So I start here as a matter of being honest about what I was and am working through. While holding these things in tension, I endeavored to sit with the range and complexity of my thinking/feelings for the rest of the day and to try to soak up and learn as much as possible. The following notes make up some of my thoughts and conclusions following the symposium and are intended to help me make sense of some concepts and hopefully seed some venues for further learning and growth for me and others committed to queering higher education:
Really Centering the Most Vulnerable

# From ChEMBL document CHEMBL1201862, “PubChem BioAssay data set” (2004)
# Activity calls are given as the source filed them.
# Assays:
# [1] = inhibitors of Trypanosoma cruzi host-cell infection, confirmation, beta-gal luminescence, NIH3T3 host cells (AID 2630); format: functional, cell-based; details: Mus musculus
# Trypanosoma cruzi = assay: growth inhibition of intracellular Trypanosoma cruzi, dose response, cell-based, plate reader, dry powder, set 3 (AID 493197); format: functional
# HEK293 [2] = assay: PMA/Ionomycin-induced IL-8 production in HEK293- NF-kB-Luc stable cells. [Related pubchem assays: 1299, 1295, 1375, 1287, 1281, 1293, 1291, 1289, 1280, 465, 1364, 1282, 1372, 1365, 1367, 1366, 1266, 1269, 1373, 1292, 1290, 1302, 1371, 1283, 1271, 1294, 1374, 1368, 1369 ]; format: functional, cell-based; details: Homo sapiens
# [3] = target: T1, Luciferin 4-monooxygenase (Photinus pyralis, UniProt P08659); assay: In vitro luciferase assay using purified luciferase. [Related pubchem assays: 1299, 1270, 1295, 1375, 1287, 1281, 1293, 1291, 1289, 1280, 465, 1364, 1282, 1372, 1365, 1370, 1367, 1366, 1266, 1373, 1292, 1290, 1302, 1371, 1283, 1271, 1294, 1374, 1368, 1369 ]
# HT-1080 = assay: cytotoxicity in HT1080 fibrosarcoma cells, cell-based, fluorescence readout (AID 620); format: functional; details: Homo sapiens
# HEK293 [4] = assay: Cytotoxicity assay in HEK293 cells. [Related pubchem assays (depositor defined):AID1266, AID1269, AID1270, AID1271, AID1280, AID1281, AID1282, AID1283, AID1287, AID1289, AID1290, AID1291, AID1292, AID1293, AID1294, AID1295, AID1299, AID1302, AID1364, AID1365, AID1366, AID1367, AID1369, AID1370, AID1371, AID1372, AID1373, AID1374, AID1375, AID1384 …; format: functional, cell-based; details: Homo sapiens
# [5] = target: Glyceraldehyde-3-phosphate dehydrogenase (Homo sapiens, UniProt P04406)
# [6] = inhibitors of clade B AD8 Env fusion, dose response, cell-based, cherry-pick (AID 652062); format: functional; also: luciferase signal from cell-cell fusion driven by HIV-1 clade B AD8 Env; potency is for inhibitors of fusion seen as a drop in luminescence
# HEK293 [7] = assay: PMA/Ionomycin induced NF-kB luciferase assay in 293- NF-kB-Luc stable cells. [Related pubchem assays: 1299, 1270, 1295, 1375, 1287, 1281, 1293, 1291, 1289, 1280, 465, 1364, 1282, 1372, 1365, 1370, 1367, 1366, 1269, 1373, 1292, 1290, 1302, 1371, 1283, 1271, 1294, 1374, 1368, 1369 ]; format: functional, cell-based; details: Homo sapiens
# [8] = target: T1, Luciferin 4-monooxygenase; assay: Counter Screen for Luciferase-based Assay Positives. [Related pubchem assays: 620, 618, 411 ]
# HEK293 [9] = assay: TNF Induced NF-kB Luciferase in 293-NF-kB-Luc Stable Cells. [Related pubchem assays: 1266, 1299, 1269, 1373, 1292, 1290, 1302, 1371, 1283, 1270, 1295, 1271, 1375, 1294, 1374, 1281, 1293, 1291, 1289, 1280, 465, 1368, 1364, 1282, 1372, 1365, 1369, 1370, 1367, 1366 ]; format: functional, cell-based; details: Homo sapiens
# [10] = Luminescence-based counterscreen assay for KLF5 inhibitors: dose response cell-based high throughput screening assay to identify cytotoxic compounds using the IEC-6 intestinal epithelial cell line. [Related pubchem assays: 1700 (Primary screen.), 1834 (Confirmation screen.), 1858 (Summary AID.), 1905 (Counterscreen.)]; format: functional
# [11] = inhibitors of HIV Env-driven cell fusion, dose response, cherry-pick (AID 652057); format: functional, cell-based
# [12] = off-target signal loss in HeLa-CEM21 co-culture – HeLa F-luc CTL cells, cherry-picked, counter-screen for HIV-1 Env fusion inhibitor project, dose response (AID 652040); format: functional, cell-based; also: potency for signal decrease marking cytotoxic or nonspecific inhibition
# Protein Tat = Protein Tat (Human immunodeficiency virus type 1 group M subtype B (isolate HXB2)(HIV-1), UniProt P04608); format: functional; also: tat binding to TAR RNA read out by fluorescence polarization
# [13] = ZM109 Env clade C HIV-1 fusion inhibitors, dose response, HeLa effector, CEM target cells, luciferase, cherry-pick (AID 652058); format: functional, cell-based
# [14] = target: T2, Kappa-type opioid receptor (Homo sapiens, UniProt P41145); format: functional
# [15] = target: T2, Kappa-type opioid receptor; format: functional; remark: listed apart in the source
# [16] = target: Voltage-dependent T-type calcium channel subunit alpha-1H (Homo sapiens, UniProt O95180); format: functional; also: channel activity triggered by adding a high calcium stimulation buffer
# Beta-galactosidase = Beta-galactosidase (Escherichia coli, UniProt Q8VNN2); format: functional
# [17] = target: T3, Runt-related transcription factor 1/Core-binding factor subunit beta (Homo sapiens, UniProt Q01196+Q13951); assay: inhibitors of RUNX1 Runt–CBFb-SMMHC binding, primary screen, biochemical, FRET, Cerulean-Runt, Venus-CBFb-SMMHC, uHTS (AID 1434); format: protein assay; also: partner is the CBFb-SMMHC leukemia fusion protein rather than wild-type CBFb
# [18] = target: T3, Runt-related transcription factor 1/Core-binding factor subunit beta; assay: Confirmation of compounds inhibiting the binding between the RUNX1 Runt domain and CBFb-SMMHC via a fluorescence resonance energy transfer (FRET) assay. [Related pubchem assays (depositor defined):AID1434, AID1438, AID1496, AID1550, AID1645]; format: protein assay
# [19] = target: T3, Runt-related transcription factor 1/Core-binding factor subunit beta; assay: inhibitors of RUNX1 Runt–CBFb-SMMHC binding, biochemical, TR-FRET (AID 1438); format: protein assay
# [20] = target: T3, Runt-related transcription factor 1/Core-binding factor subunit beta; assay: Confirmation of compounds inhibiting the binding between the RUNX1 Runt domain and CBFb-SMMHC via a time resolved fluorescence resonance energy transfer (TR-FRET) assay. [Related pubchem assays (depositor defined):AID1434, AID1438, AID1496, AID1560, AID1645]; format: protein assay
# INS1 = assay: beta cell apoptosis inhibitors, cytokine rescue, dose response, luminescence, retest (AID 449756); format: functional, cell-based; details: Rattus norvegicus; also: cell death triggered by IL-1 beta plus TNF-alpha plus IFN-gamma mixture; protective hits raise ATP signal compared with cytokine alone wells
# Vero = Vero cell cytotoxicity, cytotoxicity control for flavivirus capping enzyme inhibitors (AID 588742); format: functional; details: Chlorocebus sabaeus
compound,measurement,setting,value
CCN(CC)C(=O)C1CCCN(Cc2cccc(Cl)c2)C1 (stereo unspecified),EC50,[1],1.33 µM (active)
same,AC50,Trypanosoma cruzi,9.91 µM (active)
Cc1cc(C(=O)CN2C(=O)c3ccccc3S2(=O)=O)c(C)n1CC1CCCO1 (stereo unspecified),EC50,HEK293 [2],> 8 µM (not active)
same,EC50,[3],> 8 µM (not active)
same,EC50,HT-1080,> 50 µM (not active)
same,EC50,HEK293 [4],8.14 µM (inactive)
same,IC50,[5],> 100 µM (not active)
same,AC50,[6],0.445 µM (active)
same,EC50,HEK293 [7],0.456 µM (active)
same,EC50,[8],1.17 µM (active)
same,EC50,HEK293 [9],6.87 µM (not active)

It has become almost trite in higher education spaces to say that "if we center and focus on the most afflicted and the most vulnerable among us, by attending to their needs and concerns, everyone else will be helped". I’ve been to numerous academic and professional conferences and visited numerous campuses where this concept of centering the vulnerable is happening only as a matter of symbolic performance efforts to make spaces inclusive for LGBTQ folks. So I wondered how the symposium would handle these issues. To my surprise (sarcasm), there was no sticker for preferred pronouns at registration, I didn’t see anyone walking around with a safety pin or a safe space sticker, there were gender-inclusive bathrooms but no big pronouncement was made pointing it out, and there were no hollow emails sent out in advance claiming to be about one thing and then acting differently for financial or political reasons. That’s not to say people didn’t share (and trouble) pronoun usage or that space wasn’t made to process and reflect on contentious issues. The execution of the conference wasn’t a perfunctory nod to inclusion, it was a manifestation of the aggregate human experience and an actualized commitment to making the space accessible for everyone by centering the most vulnerable. It was theory and policy in practice as a normal way of doing things, and it was nice for once, to have it just be. This is also where I need need to shout out Z Nicolazzo (@trans_killjoy), Katy Jaekel and the students, faculty, and staff at Northern Illinois that put together such an amazing event.